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If Your Grease Trap Is Clogged, Should You Use A Grease Trap Cleaner?

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When a grease trap clogs or runs slowly, some commercial kitchens reach for the grease trap cleaner in order to dislodge it. Grease trap cleaners are also sometimes used to reduce how often grease traps need to be pumped out.

While grease trap cleaners can be effective, there are a number of problems associated with using them. Specifically, grease that's freed from the trap can re-solidify and cause clogs in the sewer line. If you're considering using a grease trap cleaner to fix a clogged grease trap or to reduce how often you have it pumped, read on to find out why this can potentially be a problem.

What Are Grease Trap Cleaners?

The most popular types of grease trap cleaners are enzymatic. These contain enzymes such as lipase that rapidly break down fats in your grease trap, liquefying them. Bacterial grease trap cleaners are also common, and they contain bacteria that naturally produce the enzymes used in enzymatic grease trap cleaners—they use the fats in the grease trap as a food source.

Other types of grease trap cleaners are detergents and surfactants, which are simply chemicals that liquefy solid grease. They're essentially stronger versions of the dish soap you would use to remove stubborn grease from plates and cookware.

Do Grease Trap Cleaners Work?

In general, yes, they do work. They reduce the viscosity of grease and allow it to flow out of the grease trap and down the sewer drain. However, there's a major problem with this—the purpose of a grease trap is to keep grease out of the municipal sewer system. Using grease trap cleaners in your grease trap simply circumvents its intended purpose.

What Are the Problems Associated With Using Grease Trap Cleaners?

Why is it important to keep grease out of the sewer? Liquefied grease that leaves your grease trap may re-solidify later once it has been flushed down into the sewer drains. If it solidifies in your connection to the municipal sewer, you'll end up with a clogged sewer drain—this can be very expensive to fix and requires the services of a professional plumber. If it solidifies in your city's sewer system, it causes problems for your municipal wastewater service—this is why many cities have banned the use of grease trap cleaners, and you can be fined if you're caught using them.

Ideally, bacterial grease trap cleaners would work the best. The problem is that bacteria cannot directly use long-chain fatty acids for energy. They must be converted into short-chain fatty acids. The bacteria digest the short-chain fatty acids and leave carbon dioxide and water as the byproduct.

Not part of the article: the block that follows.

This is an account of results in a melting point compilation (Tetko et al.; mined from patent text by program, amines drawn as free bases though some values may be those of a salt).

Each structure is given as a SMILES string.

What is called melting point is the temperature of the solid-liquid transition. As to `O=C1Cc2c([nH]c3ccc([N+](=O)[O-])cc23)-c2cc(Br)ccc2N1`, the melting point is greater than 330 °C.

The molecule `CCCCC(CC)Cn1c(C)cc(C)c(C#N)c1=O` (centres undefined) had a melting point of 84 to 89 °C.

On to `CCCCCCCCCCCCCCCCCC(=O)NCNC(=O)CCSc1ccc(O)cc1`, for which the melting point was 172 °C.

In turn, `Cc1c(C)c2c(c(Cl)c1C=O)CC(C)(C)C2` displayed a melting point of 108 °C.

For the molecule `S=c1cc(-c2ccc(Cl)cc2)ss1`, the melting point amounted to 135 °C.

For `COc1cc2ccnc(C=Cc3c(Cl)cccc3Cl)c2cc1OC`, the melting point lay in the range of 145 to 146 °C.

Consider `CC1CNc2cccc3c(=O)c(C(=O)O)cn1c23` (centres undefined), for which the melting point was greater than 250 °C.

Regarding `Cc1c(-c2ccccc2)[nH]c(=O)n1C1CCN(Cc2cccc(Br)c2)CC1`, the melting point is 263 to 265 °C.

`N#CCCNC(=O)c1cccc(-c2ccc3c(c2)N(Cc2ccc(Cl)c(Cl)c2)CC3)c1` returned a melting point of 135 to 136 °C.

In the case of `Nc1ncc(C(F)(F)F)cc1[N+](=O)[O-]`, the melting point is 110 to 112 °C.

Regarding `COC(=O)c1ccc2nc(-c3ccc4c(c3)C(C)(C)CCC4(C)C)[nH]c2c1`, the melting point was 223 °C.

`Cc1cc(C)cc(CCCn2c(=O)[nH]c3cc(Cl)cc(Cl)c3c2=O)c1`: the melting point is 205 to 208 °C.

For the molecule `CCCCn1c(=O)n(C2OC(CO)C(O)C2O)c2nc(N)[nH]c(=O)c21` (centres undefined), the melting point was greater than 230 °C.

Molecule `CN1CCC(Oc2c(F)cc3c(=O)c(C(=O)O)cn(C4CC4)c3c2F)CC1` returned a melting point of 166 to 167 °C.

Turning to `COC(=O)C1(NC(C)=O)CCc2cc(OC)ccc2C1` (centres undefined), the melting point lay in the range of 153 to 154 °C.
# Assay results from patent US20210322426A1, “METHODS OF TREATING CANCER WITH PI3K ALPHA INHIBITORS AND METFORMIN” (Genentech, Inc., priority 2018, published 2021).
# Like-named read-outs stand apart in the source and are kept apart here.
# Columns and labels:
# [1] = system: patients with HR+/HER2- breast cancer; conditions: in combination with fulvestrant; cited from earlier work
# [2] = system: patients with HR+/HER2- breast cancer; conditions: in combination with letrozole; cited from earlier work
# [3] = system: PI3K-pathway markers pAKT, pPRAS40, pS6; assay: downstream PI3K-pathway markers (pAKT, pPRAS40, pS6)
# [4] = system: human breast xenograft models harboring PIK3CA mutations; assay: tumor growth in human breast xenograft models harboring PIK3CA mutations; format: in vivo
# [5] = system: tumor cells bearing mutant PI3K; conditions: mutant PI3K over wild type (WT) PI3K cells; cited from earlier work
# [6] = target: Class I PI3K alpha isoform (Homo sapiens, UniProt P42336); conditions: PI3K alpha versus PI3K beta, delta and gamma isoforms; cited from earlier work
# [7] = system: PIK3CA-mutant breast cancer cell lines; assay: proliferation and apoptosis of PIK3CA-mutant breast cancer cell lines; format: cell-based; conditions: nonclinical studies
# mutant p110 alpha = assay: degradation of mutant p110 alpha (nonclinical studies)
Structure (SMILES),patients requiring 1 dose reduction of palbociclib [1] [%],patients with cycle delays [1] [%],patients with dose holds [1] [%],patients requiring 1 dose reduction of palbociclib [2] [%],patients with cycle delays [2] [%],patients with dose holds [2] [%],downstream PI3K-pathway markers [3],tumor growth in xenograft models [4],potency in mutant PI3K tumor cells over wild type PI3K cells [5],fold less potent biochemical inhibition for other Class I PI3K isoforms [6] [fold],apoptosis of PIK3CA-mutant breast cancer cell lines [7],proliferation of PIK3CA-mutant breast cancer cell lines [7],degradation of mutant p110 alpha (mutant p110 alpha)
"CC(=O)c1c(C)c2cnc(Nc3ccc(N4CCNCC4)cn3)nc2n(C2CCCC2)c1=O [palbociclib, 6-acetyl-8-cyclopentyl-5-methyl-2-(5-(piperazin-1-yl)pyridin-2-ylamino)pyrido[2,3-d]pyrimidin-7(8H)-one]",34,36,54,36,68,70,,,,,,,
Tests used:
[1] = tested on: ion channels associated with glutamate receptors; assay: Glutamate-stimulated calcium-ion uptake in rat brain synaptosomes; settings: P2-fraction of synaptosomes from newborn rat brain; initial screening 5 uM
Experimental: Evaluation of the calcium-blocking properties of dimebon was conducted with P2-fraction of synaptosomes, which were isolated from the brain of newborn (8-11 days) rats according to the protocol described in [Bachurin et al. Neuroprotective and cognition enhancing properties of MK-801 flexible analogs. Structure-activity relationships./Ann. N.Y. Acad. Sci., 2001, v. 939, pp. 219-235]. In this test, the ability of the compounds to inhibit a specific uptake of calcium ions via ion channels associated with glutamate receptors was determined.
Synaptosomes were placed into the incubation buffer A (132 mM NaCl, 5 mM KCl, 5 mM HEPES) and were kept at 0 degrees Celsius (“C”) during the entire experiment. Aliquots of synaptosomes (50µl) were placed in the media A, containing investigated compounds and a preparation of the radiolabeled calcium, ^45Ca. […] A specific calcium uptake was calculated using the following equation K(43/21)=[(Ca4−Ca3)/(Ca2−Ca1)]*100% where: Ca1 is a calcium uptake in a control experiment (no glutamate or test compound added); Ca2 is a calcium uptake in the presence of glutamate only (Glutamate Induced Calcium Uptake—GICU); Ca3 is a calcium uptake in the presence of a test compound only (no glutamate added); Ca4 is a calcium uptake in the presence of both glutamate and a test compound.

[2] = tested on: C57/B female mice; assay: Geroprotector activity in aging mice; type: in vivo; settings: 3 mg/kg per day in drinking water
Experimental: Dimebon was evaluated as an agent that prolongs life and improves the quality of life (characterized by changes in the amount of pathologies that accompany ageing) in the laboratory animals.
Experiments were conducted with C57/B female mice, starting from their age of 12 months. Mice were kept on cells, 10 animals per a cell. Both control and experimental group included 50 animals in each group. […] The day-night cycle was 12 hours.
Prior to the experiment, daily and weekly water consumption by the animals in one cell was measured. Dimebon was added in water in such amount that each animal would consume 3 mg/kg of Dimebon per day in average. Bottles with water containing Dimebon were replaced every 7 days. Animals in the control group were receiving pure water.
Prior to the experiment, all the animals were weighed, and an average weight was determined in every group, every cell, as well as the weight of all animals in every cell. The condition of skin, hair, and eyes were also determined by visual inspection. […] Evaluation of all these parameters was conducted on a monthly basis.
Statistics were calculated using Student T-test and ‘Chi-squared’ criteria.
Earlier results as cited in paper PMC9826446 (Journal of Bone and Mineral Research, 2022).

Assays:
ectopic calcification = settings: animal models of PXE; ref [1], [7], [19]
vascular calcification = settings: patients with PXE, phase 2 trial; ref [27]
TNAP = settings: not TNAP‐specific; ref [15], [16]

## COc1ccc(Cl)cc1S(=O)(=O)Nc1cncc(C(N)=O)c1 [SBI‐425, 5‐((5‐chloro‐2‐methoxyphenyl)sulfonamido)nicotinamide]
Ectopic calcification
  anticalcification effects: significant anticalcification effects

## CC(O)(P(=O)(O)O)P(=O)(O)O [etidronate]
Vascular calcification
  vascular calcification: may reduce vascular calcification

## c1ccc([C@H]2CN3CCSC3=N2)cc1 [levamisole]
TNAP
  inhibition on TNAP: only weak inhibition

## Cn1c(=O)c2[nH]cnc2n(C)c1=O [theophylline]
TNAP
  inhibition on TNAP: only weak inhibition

The problem occurs when you consider the environment of a grease trap—there's wastewater (sometimes including soap) continually flushed into it during the day. It's not a very hospitable place for bacteria. Often, there simply aren't enough bacteria in the grease trap to perform the final step of converting the short-chain fatty acids to carbon dioxide and water. The fats end up washed down the drain.

Enzymatic grease trap cleaners attempt to convert fats to carbon dioxide and water as well, simply using enzymes instead of bacteria, but they suffer from the same flaw. Enzymatic cleaners are liquids, and much of it will be washed down the drain without being able to fully complete the conversion process.

Surfactants and detergents don't even attempt to convert grease to carbon dioxide and water. They simply liquefy the grease so that it can exit the grease trap, and it's likely that it will re-solidify in either your sewer connection or the city's sewer system.

What Should You Do Instead of Using Grease Trap Cleaners?

Since grease trap cleaners can be dangerous to both your sewer system and the city's, you shouldn't use them. There's no replacement for periodic pumping of your grease trap—it's the safest way. You should have your grease trap pumped about every three months, depending on its size and the amount of grease you're flushing down the drain.

If you're using grease trap cleaners because your grease trap is clogged or drains slowly, call a grease trap maintenance service instead. They will clean the grease trap to eliminate any stuck-on grease, removing clogs and speeding up the flow of water.